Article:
This thesis is focused on measurements of membrane potential generating reactions during catalysis in the CytcO and the cbb3 oxidase from Rhodobacter sphaeroides, and the NOR from Paracoccus denitrificans, using a time resolved electrometric technique. The pH dependence of the membrane potential generation in CytcO showed that only one proton is taken up and that no protons are pumped, at high pH. An additional kinetic phase was also detected at high pH that presumably originates to from charge-transfer within the K-pathway. Possible reasons for uncoupling, and the extent of charge-transfer, were studied using structural variants of CytcO. The measurements established that electrons and protons are taken up from the same side of the membrane in NOR. In addition, the directionality for proton uptake in cbb3 oxidase appeared to be dependent on the choice of substrate while proton pumping was indicated to occur only during O2-reduction.

Place, publisher, year, edition, pages
Stockholm: Institutionen för biokemi och biofysik, 2008. 62 p.
Keyword
heme-copper oxidase, cytochrome c oxidase, nitric oxide reductase, cbb3-type oxidase, proton pumping, uncoupling, charge-transfer, electrogenic event, flow-flash
National Category
Biophysics
Research subject
Biophysics
Identifiers
urn:nbn:se:su:diva-8147 (URN)978-91-7155-712-4 (ISBN)
Public defence
2008-09-12, Magnélisalen, Kemiska övningslaboratoriet, Svante Arrhenius väg 12 A, Stockholm, 13:00
Opponent
Supervisors
Available from: 2008-09-04 Created: 2008-09-04Bibliographically approved
2. Molecular machinery of a membrane-bound proton pump: Studies of charge transfer reactions in cytochrome c oxidase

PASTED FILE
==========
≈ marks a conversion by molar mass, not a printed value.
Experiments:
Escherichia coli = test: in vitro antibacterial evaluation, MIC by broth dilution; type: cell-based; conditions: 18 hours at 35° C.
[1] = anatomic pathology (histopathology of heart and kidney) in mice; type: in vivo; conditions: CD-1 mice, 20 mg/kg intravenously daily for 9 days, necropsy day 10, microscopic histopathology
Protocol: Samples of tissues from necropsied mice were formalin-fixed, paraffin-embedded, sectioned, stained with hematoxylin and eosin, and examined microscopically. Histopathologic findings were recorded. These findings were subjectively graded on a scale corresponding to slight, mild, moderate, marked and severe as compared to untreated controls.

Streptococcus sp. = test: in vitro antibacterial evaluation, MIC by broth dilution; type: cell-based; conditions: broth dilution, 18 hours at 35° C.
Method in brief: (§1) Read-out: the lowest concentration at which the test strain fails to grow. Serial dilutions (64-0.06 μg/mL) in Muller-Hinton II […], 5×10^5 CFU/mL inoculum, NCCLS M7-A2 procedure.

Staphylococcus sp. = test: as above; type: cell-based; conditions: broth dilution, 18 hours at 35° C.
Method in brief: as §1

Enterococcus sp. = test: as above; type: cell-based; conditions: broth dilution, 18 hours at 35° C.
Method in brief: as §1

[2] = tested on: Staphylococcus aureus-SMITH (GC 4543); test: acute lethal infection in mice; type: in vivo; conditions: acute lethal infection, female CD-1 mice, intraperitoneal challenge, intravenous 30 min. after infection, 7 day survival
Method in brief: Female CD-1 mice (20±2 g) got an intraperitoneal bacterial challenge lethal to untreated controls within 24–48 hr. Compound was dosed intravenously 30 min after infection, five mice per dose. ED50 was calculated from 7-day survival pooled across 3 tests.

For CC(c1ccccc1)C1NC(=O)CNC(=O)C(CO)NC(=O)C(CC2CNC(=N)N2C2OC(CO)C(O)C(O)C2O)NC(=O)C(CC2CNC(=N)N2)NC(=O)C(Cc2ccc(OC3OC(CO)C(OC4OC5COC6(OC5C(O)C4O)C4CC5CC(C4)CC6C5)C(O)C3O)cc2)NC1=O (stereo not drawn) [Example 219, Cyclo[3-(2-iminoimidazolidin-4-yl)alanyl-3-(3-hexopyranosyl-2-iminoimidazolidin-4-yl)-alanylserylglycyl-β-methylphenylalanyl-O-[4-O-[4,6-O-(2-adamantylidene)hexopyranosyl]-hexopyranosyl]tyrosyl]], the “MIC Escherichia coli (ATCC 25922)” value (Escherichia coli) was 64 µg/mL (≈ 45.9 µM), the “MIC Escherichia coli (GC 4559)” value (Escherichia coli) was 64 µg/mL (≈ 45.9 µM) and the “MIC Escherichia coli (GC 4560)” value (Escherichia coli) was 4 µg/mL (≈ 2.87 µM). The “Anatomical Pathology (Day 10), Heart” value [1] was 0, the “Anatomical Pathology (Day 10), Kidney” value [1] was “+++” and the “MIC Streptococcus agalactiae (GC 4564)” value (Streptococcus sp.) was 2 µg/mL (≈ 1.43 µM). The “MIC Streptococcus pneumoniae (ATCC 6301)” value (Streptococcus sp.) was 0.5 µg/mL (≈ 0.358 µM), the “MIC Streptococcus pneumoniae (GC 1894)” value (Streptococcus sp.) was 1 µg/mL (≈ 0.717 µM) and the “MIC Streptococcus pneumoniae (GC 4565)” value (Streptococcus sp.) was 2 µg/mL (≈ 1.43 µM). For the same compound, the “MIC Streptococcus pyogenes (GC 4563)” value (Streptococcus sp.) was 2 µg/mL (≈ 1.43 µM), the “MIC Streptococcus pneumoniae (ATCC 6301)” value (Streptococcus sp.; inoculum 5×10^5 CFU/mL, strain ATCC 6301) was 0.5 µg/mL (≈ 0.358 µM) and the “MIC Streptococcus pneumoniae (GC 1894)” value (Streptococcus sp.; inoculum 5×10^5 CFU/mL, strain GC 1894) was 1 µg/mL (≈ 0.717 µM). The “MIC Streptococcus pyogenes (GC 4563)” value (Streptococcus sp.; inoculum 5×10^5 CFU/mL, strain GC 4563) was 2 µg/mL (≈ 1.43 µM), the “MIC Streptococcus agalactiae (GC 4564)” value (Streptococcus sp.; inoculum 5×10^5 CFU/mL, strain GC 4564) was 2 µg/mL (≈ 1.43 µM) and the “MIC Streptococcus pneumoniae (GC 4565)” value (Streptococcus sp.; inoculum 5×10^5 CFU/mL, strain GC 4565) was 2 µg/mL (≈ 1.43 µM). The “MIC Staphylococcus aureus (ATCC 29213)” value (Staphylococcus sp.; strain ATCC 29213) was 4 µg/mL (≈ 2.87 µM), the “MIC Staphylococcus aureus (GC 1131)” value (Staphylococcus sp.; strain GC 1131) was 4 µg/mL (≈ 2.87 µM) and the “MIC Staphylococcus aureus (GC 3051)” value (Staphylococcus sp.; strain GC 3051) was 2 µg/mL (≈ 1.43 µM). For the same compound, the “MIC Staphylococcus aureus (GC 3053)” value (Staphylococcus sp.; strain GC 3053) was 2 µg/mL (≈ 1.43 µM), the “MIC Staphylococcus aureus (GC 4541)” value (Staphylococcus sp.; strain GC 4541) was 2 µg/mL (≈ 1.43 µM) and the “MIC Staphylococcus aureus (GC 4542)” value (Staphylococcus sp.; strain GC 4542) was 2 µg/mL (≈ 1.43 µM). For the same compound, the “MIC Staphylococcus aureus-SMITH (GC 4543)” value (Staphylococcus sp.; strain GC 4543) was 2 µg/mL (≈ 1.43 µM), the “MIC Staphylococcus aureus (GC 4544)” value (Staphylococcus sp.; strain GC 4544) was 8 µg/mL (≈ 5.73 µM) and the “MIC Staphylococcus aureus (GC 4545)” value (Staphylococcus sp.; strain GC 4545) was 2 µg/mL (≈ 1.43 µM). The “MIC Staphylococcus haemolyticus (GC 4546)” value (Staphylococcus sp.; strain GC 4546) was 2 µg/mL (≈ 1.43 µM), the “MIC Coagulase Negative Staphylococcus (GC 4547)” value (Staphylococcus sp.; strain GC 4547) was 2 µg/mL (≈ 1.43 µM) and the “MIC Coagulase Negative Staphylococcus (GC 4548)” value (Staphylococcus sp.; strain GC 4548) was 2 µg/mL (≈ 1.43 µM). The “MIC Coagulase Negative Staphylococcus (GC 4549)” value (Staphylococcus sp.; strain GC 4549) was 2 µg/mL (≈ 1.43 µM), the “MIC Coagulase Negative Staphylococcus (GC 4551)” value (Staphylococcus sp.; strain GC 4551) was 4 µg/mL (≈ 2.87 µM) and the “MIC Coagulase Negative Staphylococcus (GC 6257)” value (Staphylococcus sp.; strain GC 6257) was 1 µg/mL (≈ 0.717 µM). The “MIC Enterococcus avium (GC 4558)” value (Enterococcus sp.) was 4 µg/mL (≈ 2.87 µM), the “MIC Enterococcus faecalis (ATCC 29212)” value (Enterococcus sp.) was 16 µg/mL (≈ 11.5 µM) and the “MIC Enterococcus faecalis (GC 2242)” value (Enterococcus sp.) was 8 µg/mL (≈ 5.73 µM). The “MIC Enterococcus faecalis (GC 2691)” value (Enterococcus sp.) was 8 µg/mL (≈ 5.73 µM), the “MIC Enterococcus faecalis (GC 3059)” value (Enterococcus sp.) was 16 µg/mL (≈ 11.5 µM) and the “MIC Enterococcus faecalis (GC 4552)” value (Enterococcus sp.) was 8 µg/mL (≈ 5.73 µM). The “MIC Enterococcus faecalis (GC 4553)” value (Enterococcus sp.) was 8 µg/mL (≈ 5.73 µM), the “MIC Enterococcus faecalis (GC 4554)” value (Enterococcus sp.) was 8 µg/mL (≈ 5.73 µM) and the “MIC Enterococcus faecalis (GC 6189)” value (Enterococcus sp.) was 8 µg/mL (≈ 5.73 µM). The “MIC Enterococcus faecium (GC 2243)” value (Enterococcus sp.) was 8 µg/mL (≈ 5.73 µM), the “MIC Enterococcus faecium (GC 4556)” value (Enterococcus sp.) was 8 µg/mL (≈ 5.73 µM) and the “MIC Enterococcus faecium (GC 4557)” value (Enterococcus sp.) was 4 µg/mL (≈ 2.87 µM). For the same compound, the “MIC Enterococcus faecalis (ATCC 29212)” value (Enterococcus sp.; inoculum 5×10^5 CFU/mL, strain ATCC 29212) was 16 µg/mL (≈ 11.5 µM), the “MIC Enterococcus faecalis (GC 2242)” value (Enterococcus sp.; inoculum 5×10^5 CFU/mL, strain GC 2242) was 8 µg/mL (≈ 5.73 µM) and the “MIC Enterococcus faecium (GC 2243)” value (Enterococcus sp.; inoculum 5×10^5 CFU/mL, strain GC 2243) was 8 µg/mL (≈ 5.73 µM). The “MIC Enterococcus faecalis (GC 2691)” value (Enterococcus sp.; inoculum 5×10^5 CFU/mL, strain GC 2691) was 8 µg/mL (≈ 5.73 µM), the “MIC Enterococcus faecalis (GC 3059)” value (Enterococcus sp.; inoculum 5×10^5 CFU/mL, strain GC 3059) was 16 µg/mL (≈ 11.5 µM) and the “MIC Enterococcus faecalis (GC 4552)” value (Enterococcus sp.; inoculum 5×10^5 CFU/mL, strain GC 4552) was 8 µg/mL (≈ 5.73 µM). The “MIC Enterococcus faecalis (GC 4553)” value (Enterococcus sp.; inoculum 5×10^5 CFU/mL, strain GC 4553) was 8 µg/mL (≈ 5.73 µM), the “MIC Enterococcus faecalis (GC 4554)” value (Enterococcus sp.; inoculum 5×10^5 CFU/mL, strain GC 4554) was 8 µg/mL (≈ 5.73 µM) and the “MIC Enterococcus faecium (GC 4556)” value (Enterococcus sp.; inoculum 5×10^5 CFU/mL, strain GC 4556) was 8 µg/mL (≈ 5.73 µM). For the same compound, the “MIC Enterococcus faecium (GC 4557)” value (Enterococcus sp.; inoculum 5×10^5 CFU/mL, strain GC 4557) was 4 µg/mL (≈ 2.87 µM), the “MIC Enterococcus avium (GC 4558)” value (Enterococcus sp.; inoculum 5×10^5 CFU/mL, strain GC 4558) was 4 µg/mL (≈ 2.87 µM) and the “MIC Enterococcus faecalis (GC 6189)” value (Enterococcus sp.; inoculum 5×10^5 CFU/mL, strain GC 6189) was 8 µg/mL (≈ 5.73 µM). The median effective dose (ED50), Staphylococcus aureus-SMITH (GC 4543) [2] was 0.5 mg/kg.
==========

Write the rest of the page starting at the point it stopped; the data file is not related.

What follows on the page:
Open this publication in new window or tab >>Molecular machinery of a membrane-bound proton pump: Studies of charge transfer reactions in cytochrome c oxidase
2014 (English)Doctoral thesis, comprehensive summary (Other academic)
Abstract [en]

In cellular respiration, electron transfer from the breakdown of foodstuff is coupled to the formation of an electrochemical proton gradient. This is accomplished through proton translocation by respiratory complexes, and the proton gradient is subsequently used e.g. to drive ATP production. Consequently, proton- and electron-transfer reactions through the hydrophobic interior of membrane proteins are central to cellular respiration. In this thesis, proton- and electron transfer through an aa3-type terminal oxidase, cytochrome c oxidase (CytcO) from Rhodobacter sphaeroides, have been studied with the aim of understanding the molecular proton-transfer machinery of this proton pump.

In the catalytic site of CytcO the electrons combine with protons and the terminal electron acceptor O2 to form water in an exergonic reaction that drives proton pumping. Therefore, CytcO must transfer both protons that are pumped and protons for the oxygen chemistry through its interior. This is done through its two proton-transfer pathways, termed the D pathway and the K pathway. Our studies have shown that the protons pumped during oxidation of CytcO are taken through the D pathway, and that this process does not require a functional K pathway. Furthermore, our data suggests that the K pathway is used for charge compensation of electron transfer to the catalytic site, but only in the A2  P3 state transition. Our data also show that the water molecules identified in the crystal structures of CytcO play an important role in proton transfer through the D pathway. Finally, the effects of liposome reconstitution of CytcO on D-pathway proton transfer were investigated. The results suggest that the membrane modulates the rates of proton transfer through the D pathway, and also influences the extent of electron transfer between redox-active sites CuA and heme a.

Place, publisher, year, edition, pages
Stockholm: Department of Biochemistry and Biophysics, Stockholm University, 2014. 63 p.
Keyword
membrane protein, respiration, redox reaction, cytochrome aa3, cytochrome c oxidase
National Category
Biochemistry and Molecular Biology
Research subject
Biochemistry
Identifiers
urn:nbn:se:su:diva-108335 (URN)978-91-7447-967-6 (ISBN)
Public defence
2014-11-28, Magneli hall, Chemical Practice Laboratory, Svante Arrhenius väg 16 B, Stockholm, 10:00 (English)
Opponent
Supervisors
Available from: 2014-11-06 Created: 2014-10-21 Last updated: 2014-11-18Bibliographically approved